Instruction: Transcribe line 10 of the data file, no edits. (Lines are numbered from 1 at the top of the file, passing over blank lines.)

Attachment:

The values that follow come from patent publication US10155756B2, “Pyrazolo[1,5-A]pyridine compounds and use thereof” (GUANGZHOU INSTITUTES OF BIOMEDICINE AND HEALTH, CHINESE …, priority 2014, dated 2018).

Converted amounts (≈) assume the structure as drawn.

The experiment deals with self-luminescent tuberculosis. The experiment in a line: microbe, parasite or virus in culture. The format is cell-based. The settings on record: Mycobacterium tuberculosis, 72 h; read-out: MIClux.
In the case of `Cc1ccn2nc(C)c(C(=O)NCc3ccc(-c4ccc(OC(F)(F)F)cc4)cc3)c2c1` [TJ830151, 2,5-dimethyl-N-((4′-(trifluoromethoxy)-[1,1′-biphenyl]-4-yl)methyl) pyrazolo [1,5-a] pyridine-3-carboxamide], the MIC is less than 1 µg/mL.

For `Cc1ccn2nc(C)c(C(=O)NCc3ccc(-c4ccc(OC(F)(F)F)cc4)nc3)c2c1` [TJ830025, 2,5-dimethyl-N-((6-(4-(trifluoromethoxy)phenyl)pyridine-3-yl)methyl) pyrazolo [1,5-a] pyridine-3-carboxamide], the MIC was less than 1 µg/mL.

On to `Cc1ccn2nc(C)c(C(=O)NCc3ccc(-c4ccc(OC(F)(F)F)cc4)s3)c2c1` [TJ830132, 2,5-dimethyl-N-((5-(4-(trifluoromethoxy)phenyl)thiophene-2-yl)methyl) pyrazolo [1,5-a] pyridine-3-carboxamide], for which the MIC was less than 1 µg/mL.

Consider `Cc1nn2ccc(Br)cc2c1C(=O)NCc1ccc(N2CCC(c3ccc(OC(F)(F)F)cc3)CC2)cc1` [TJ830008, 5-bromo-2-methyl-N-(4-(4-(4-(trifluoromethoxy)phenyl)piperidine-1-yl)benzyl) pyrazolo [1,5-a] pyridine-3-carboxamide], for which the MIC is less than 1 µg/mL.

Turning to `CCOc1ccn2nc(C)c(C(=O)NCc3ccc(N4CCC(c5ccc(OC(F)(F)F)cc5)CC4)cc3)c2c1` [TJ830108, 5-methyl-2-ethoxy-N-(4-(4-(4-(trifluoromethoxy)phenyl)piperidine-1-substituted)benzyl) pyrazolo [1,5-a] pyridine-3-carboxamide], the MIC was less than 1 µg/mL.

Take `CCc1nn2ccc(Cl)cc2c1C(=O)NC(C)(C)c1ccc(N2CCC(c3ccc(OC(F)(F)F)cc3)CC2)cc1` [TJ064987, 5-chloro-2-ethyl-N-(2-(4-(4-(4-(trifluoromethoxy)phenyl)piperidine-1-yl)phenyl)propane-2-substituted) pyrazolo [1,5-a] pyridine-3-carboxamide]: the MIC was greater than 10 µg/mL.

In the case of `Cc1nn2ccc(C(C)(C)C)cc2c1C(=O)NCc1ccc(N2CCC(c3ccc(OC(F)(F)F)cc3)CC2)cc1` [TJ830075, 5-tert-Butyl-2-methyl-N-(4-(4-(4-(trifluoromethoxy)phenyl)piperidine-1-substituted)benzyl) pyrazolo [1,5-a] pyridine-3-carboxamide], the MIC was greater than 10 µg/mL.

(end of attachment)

In the case of `Cc1nn2ccc(C(C)(C)C)cc2c1C(=O)NCc1ccc(N2CCC(c3ccc(OC(F)(F)F)cc3)CC2)cc1` [TJ830075, 5-tert-Butyl-2-methyl-N-(4-(4-(4-(trifluoromethoxy)phenyl)piperidine-1-substituted)benzyl) pyrazolo [1,5-a] pyridine-3-carboxamide], the MIC was greater than 10 µg/mL.